This “first” adds more luster to the 90th.

“We’ve introduced many incredible violinists,” said Peter Jaffe, starting his 22nd year as conductor of the now 90-year-old Stockton Symphony. “Philippe is one we haven’t.

“I’ve known him ever since he was a wunderkind prodigy and enormous talent. He’s matured into the national stratosphere. I thought this would be a really celebratory thing to do.”

Jaffe was Philippe Quint’s first conductor when the Russia-born teenager arrived in America 25 years ago.

“I have many special feelings,” said Quint, an elite international musician who plays an equally distinguished Stradivarius violin. “They mostly have to do with Peter.

“I remember very well how unbelievably energetic and incredibly inspiring he was. He’s a wonderful musician who loves to communicate his love of music to the people. So, it’s not so surprising the orchestra is blossoming and remaining so strong.”

That strength extends back to Manlio Silva’s 1926 formation of the Stockton Symphony, still the third-longest continuously operating California orchestra after those in Los Angeles and San Francisco.

So, on Saturday Jaffe guides 70 musicians — plus the estimable Quint — into the Stockton Symphony’s 90th season with a two-hour concert at San Joaquin Delta College’s Atherton Auditorium.

In addition to Quint’s talent — he and Jaffe also share supportive senses of humor — Jaffe has created an appropriately decorative touch:

“A Symphonic Birthday,” an eight-minute composition that “interposes” melodies from the standard “Happy Birthday” with familiar classical selections.

After opening with the additional formality of “The Star Spangled Banner,” Jaffe, 60, conducts “Estancia Suite” by Argentina’s Alberto Ginasteria (1916-63).

Then, of course, there’s the five-movement “Symphonie espagnole” (1874) by France’s Edouard Lalo (1823-92).

Quint, on the way to New York’s Juilliard School, performed one of its movements as a 17-year-old American newcomer at the Aspen (Colorado) Music Camp & School. Jaffe was the conductor.

“Funny enough,” said Quint, a native of Soviet-era Leningrad (now Saint Petersburg), said from his residence in Manhattan, New York. “We (he and Jaffe) performed the piece together 25 years ago now. It’s wonderful.

“Maybe not as popular as (Pyotr Ilyich) Tchaikovsky, (Johannes) Brahms and (Felix) Mendelssohn, but it’s very unique. The audience will be swept away by its incredible melodies. The entire piece is a great symphonic dialogue. A wonderful way to communicate. It’s a little bit like a play.”

Quint does that, playing an 18th-century Stradivarius, one of 10 instruments from a period when the Italy’s Antonio Stradivarius (1644-1737) family handmade just 1,000. Quint said only “550 to 600” still exist.

He said living with (and through) such a classic instrument is like meeting a “new person with new energy and a different face and personality. Basically you have to slightly adjust. You don’t know what the person’s gonna throw at you. Getting to know it is very musically like a marriage. The violin says, ‘I don’t want to be played by you. This violin isn’t responding to me.’ ”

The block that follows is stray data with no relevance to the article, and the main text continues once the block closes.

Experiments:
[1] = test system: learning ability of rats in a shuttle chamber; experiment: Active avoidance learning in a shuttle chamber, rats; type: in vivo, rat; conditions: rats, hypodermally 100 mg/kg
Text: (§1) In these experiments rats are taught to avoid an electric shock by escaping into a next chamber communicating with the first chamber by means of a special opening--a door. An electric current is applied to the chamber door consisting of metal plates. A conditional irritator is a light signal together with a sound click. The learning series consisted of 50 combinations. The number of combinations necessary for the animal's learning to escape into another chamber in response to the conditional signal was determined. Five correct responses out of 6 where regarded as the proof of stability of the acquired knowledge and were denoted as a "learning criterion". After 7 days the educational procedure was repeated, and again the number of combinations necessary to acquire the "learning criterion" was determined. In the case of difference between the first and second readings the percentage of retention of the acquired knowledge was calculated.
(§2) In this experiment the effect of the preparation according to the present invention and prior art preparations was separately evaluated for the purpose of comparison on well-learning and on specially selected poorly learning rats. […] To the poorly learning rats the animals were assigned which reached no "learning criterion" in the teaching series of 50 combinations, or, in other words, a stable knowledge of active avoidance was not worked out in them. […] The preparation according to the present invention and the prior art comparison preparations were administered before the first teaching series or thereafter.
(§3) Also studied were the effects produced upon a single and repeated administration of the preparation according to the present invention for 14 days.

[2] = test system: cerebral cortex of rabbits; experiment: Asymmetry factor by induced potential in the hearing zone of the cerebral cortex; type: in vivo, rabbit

It was the opposite for Quint. He and his 1708 “Ruby” Stradivarius remain happily wedded.

While growing up in the Soviet (communist) period, “arts and the classics were always present.” Mother Lora Kvint remains a “superstar” composer in Russian film and theater musicals. He declined to mention his father, but an uncle (Misha) is a cello player.

Now 42, he made his symphonic debut at 9 after adopting the instrument at 4. He was tutored by Andrei Korsakov while attending the Moscow’s Special Music School for the Gifted. He earned two degrees at Juilliard, guided mostly by Dorothy Delay.

Quint’s been nominated twice for Grammy Awards and released 14 recordings, including “Bach XXI” in 2015.

Jaffe’s proud of his developmental relationship with Quint — and the Stockton Symphony.

“Whenever there’s an anniversary like this, you look back and forward,” he said noting that Silva (1893-1958), an Italian immigrant and pharmacist, had formed a smaller “precursor” group in Stockton prior to inaugurating the full 20-member symphony. “It’s an incredible legend. We’ve had a brilliant history.”

That includes 27 years orchestrated by Kyung-Soo Won prior to Jaffe’s arrival.

“This is a moment of local pride,” Jaffe said. “It’s not just a local organization beating its chest: ‘Look what all we’ve done.’ It’s a tribute to the whole community. I just love working with these wonderful musicians.”

On Saturday, that includes Quint. Jaffe summed up that long-awaited reconnection succinctly:

“He’s a world-class, top-notch violinist. The whole package of virtuosity with fingers to burn. The admiration definitely is mutual.”

— Contact Tony Sauro at (209) 546-8267 or Follow him on Twitter @tsaurorecord.